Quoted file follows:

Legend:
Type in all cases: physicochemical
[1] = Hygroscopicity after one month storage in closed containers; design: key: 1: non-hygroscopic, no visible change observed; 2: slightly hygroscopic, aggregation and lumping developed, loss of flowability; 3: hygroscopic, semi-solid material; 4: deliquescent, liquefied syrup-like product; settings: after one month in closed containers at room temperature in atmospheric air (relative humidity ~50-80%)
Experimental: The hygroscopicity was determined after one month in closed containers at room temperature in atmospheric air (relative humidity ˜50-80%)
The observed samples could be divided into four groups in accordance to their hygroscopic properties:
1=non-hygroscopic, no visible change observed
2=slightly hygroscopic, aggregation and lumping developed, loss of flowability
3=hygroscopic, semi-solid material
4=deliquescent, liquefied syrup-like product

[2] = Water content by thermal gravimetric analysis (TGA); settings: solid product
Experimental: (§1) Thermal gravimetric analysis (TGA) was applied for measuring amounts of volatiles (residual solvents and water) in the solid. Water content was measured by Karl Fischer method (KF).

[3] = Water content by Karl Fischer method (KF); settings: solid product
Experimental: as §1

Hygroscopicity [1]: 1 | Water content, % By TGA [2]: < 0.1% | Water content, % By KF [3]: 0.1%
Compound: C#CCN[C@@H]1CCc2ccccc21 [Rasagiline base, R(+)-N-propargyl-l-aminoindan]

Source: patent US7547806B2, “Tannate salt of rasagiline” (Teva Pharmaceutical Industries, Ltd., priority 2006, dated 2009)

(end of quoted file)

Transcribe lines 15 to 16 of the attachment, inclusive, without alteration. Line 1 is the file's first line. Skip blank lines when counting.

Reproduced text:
Compound: C#CCN[C@@H]1CCc2ccccc21 [Rasagiline base, R(+)-N-propargyl-l-aminoindan]

Source: patent US7547806B2, “Tannate salt of rasagiline” (Teva Pharmaceutical Industries, Ltd., priority 2006, dated 2009)